You are modernizing an existing application and are applying the Command Query Responsibility Separation pattern and employing Event Sourcing. You are doing this over a period of time, using the Strangler Application pattern in such a way that there is always a period of coexistence between the old system and the new (refactored) system. Likewise, you are changing underlying data structures and/or switching to new Scalable Stores as part of your refactoring effort.
How do you ensure that the new microservices maintain the same functionality as the old system, especially when the amount of detailed end-to-end application knowledge of the existing application may be limited?
The Strangler pattern always features a period of co-existence between the new and old systems, but one of the unexpected difficulties of this co-existence period occurs just prior to a new microservice going live. One of the basic principles of refactoring (first described in Fowler’s book) is that before you begin any refactoring effort, an essential precondition is that you have a solid set of tests of the existing system that you can also run against the new system. However, when refactoring legacy systems, you cannot assume that this solid set of tests covering all potential code paths exists.
Adequate test coverage cannot be assumed for systems that were not built with detailed unit testing in mind. Automated test tools only became commonly accepted in development in the 1990’s, and Test Driven Development only emerged in the 2000’s, so systems built prior to that often do not have full automated test suites. In many cases, teams do not have the detailed knowledge of the underlying code in order to build adequate unit tests. So it becomes difficult for teams to determine if a refactored system really will respond in the same way as the existing system. What complicates this is that in many cases, even subtle bugs in the existing system have become enshrined in workflows and UI’s - in such a way that they have become hidden or undocumented features rather than bugs.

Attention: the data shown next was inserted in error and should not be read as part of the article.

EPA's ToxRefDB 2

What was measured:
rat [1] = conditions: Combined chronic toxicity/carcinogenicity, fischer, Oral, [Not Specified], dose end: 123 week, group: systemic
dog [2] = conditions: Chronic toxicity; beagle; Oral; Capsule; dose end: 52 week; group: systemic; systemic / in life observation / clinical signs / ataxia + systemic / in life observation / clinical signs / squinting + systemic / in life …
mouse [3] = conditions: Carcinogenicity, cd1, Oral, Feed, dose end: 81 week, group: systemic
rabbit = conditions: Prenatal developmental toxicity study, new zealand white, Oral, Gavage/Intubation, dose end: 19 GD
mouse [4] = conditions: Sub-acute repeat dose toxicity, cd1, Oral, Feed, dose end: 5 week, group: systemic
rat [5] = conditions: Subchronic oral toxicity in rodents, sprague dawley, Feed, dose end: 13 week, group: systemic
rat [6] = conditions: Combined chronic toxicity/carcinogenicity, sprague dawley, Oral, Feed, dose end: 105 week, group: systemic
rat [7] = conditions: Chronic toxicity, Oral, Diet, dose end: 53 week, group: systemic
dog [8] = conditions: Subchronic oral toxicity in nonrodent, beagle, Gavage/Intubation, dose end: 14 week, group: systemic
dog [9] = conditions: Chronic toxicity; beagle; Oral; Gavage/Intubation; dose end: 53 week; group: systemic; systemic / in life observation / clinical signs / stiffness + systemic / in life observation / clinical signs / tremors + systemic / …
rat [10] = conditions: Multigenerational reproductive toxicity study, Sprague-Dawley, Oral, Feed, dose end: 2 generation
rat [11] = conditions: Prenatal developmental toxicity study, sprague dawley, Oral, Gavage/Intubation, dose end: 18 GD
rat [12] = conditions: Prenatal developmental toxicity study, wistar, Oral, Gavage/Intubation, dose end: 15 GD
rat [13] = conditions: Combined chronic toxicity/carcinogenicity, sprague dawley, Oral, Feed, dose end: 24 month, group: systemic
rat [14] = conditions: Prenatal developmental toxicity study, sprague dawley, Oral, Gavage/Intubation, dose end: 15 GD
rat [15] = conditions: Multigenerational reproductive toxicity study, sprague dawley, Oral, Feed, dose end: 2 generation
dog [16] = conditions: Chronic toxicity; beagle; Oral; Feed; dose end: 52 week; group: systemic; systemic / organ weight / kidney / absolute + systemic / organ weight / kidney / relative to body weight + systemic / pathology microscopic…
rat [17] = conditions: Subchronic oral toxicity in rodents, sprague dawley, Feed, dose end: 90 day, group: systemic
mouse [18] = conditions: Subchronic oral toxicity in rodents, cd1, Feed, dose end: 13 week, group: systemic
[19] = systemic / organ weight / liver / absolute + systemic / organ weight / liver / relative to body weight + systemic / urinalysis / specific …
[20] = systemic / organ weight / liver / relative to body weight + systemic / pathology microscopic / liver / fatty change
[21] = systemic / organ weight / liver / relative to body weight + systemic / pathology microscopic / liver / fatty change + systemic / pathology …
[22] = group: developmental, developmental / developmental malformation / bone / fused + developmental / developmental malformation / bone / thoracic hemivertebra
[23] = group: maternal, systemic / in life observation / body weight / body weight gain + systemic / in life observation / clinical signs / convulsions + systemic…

What is needed is a mechanism for ensuring that the behavior of the new system can be reasonably determined to be “the same” as the old system when a portion of the old system is re-implemented in the new system. Therefore,
Capture live transactions from existing calls over a period of time from the old system as Events. Transform those Events as necessary to match the API of the new system, and then play them back as Events on the new system to ensure that the behavior of the old and new systems match.
There are three issues in implementing an approach like this. The first is capturing the events. If you are following a CQRS approach using Event Sourcing, then one possibility is to capture a set of existing calls to the Write Model, especially if the Write Model is just serving initially as an Adapter Microservice to the existing system. The calls can be wrapped up as Events and then added to the Event Backbone in this case. If there are still calls going to the underlying existing system that do NOT go through the Write Model, then this becomes a little more complicated, as you may need to construct your Events from log messages or other data capture mechanisms.
Once the captured Events have been added to the Event Backbone the next decision is how long a period of time for which you need to capture the events for playback. Often creating a database for these events may be required if playback will cover a longer period than a few hours. In any case, the Events will have to be transformed to the format consumable by the new (refactored) Write Model - if you are capturing them from an adapter-based Write Model, then this is already done for you, but otherwise will be required if you are capturing them from any other source.
The final stage of this is playing back the captured events on the new (refactored) write model. One key decision to make is then determining how to determine if the state of the new write model reflects the state of the existing system after each transaction is played back and executes. In the simplest case, this can be done at the end of the playback (perhaps comparing summary and total information, by pulling reports, for instance) but in more complex cases, a step-by-step Entity Comparator approach may be required.
The simplest version of this pattern (with capture through adapter-based Write Model and playback comparison through summaries) is shown below:
Note that the goal is to complete the Playback Testing successfully so that the existing System can be completely eliminated and replaced with the new (refactored) Write Model as shown below.